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Clinic Corner

Wanted to take this opportunity to share some results from last year’s Ambulatory QI project: “We Follow Up,” regarding the documented follow-up of laboratory and other testing ordered by y’all in your continuity clinics. This project was led, organized, and conducted by Jon Bae and Joel Boggan, with help from George Cheely as well as the Residency Program Office. And made possible, of course, by the JARs and SARs who did the SharePoint self-assessments. Aparna Swaminathan is currently working on writing these results up with Jon and Joel.

The objectives of the SharePoint individual performance Improvement modules in general are to give residents an opportunity their performance around a quality measure; encourage creative thinking about how to improve one’s own performance; to meet ACGME requirements of Practice-Based Learning and Improvement and Systems Based Practice; to provide skill-based training in quality improvement; and to improve the quality of the care we deliver to our patients.

This particular project was spurred in part in response to prodding from David Simel at the VA and others, and developed with the input of the Ambulatory Care Leadership Track (ACLT) residents and continuity clinic site directors at PRIME, Pickett Rd, and DOC.

METHODS: For the project, JARs and SARs were asked to review 20 clinic patient encounters during or after which they ordered any tests (excluding point-of-care), 10 of which had “significant” (i.e., abnormal, see table below) results; and to look for documentation or other charted evidence (e.g., web portal annotations) of communication with patients regarding these results in line with the following expectations:



All eligible test results should be followed-up, communicated to patient, and documented at a maximum of within 14 days of result.

All eligible test results with significant/abnormal results should be communicated to patient and documented within no more then 72 hours of test result

RESULTS: 68 second- and third-year residents completed both initial and follow-up self-assessments. A total of 3222 patient encounters with tests ordered by these residents in their own continuity clinics were reviewed; 1713 initially, 1509 in follow-up. Nearly a third (32%) of patients had “significant” results. All three clinics showed improvement; two of three with gains that were statistically significant.








*p-value <0.05

DISCUSSION: The failure to review and follow up on outpatient test results in a timely manner represents a patient safety and malpractice concern. Failures to document follow-up abnormal test results are also common in ambulatory care, averaging 7.1% in one review of 5400 primary care patients, ranging from 1-62% across studies included in a systematic review published in JGIM.

Surveys have found widespread dissatisfaction by primary care providers with their current systems to manage abnormal test results. Physicians who actively tracked their test orders to completion were also more likely to report being satisfied.

The good news is that when confronted with these facts in their own practice, however, residents responded by working to improve that practice – and succeeding!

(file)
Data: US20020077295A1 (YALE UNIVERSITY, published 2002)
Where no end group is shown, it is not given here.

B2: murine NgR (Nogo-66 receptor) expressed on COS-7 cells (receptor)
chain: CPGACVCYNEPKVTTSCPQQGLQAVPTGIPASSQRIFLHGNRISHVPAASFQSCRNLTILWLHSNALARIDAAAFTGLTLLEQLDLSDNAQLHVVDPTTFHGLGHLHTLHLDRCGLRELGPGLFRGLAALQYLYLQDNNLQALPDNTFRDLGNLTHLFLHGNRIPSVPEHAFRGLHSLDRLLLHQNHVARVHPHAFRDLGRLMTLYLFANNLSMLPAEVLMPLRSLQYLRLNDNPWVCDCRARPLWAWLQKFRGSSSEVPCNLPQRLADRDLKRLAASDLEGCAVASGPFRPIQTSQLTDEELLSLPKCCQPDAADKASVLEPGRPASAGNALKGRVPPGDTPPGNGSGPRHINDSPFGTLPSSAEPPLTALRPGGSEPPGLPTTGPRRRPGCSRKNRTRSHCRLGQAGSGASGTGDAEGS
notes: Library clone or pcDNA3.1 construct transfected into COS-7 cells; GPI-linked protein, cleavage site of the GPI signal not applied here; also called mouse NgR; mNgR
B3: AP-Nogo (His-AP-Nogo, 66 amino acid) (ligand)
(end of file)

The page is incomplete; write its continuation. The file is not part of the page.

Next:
(Sources: Int J Med Inform. 2003;71(2-3):137-49. Arch Intern Med. 2009;169(12):1123. J Gen Intern Med. 2011;27(10):1334.)

A cross-sectional survey of 216 primary care physicians (PCPs) that utilize a single electronic medical record (EMR) without computer-based clinical decision support.

The overall response rate was 65% (140/216Therefore, we sought to identify problems in current test result management systems and possible ways to improve these systems.


We surveyed 262 physicians working in 15 internal medicine practices affiliated with 2 large urban teaching hospitals (response rate, 64%). We asked physicians about systems they used and the amount of time they spent managing test results. We asked them to report delays in reviewing test results and their overall satisfaction with their management of test results. We also asked physicians to rate features they would find useful in a new test result management system.




From the Chief Residents

Grand Rounds

Fri., Oct. 31: General Medicine, Dr. David Edelman

Noon Conference

Date Topic Lecturer Time Vendor
10/27/14  Ebola  Cameron Wolfe 12:15/Room 2002 Rudinos
10/28/14  JAMA Editor In Chief  Howard Bauchner 12:00/Room 2002 Dominos
10/29/14  Inpatient Geriatric Medicine: Management & Pearls  H. Whitson 12:15/Room 2002 We Care Wednesday
10/30/14  Library Overview  Megan Von Isenburg  12:00/Room 2001  Subway
 10/31/14  Research Conference  12:00/Room 2002  Panera

From the Residency Office

Recruitment Kick-Off!

October 27th- Recruitment Kick Off Tonight! Join us at City Beverage at 7pm for appetizers, drinks, and a fun start to this season. We hope you can make it!

Pin Station Re-located

The pin station is the MedRes library has been re-configured so that images can be projected on the large screen for report.  If you need an individual pin station for work, please feel free to use the one in the front cubicle of the MedRes office, suite 8254.


Open Enrollment for Benefits Begins 10/27/14!

Enrollment Period is from October 27th – November 7th 2014.

Open Enrollment

Open Enrollment is the only time of year when all Duke employees can enroll in or change their medical, dental, vision and reimbursement account benefit selections. If you have questions about Open Enrollment, please contact Jill Watkins at 684-2897.

Housestaff Healthcare, Dental and Vision Premiums 2015

Open Enrollment Information

If you take no action during Open Enrollment, the selections you made for 2014 for your medical, dental, and vision coverage will continue for 2015. However, to continue to use a reimbursement account, you must re-enroll for 2015.